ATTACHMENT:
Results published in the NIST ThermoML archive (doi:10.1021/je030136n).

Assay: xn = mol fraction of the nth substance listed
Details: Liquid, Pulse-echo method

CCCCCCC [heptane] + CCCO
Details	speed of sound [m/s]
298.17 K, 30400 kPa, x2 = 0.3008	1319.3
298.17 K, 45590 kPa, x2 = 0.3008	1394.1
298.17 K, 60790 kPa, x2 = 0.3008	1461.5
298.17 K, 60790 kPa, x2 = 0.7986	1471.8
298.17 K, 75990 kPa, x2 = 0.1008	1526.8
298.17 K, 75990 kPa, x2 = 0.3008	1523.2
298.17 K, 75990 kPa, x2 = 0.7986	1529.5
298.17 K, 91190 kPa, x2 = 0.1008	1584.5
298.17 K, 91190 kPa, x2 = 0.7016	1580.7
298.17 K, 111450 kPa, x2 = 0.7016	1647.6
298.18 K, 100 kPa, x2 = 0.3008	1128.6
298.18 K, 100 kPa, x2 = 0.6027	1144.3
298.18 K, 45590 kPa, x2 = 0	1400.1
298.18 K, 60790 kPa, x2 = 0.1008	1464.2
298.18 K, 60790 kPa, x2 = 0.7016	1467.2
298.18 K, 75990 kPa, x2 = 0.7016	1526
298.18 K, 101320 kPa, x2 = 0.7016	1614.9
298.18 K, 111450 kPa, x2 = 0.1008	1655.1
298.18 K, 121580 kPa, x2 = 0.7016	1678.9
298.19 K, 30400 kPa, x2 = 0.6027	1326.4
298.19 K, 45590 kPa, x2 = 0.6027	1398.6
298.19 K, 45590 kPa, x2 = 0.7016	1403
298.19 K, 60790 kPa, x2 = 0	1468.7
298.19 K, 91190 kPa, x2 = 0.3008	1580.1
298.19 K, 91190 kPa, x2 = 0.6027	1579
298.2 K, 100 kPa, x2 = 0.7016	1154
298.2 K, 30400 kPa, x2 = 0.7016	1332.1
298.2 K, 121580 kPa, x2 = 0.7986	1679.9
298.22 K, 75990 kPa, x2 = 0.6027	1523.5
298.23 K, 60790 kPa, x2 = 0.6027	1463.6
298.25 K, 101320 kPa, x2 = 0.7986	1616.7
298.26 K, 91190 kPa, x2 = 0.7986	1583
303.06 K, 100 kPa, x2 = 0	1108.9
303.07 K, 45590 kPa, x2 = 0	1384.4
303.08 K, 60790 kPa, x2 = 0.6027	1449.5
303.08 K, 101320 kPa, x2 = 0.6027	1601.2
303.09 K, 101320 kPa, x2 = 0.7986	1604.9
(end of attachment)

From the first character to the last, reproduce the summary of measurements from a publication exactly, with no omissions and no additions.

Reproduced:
Results published in the NIST ThermoML archive (doi:10.1021/je030136n).

Assay: xn = mol fraction of the nth substance listed
Details: Liquid, Pulse-echo method

CCCCCCC [heptane] + CCCO
Details	speed of sound [m/s]
298.17 K, 30400 kPa, x2 = 0.3008	1319.3
298.17 K, 45590 kPa, x2 = 0.3008	1394.1
298.17 K, 60790 kPa, x2 = 0.3008	1461.5
298.17 K, 60790 kPa, x2 = 0.7986	1471.8
298.17 K, 75990 kPa, x2 = 0.1008	1526.8
298.17 K, 75990 kPa, x2 = 0.3008	1523.2
298.17 K, 75990 kPa, x2 = 0.7986	1529.5
298.17 K, 91190 kPa, x2 = 0.1008	1584.5
298.17 K, 91190 kPa, x2 = 0.7016	1580.7
298.17 K, 111450 kPa, x2 = 0.7016	1647.6
298.18 K, 100 kPa, x2 = 0.3008	1128.6
298.18 K, 100 kPa, x2 = 0.6027	1144.3
298.18 K, 45590 kPa, x2 = 0	1400.1
298.18 K, 60790 kPa, x2 = 0.1008	1464.2
298.18 K, 60790 kPa, x2 = 0.7016	1467.2
298.18 K, 75990 kPa, x2 = 0.7016	1526
298.18 K, 101320 kPa, x2 = 0.7016	1614.9
298.18 K, 111450 kPa, x2 = 0.1008	1655.1
298.18 K, 121580 kPa, x2 = 0.7016	1678.9
298.19 K, 30400 kPa, x2 = 0.6027	1326.4
298.19 K, 45590 kPa, x2 = 0.6027	1398.6
298.19 K, 45590 kPa, x2 = 0.7016	1403
298.19 K, 60790 kPa, x2 = 0	1468.7
298.19 K, 91190 kPa, x2 = 0.3008	1580.1
298.19 K, 91190 kPa, x2 = 0.6027	1579
298.2 K, 100 kPa, x2 = 0.7016	1154
298.2 K, 30400 kPa, x2 = 0.7016	1332.1
298.2 K, 121580 kPa, x2 = 0.7986	1679.9
298.22 K, 75990 kPa, x2 = 0.6027	1523.5
298.23 K, 60790 kPa, x2 = 0.6027	1463.6
298.25 K, 101320 kPa, x2 = 0.7986	1616.7
298.26 K, 91190 kPa, x2 = 0.7986	1583
303.06 K, 100 kPa, x2 = 0	1108.9
303.07 K, 45590 kPa, x2 = 0	1384.4
303.08 K, 60790 kPa, x2 = 0.6027	1449.5
303.08 K, 101320 kPa, x2 = 0.6027	1601.2
303.09 K, 101320 kPa, x2 = 0.7986	1604.9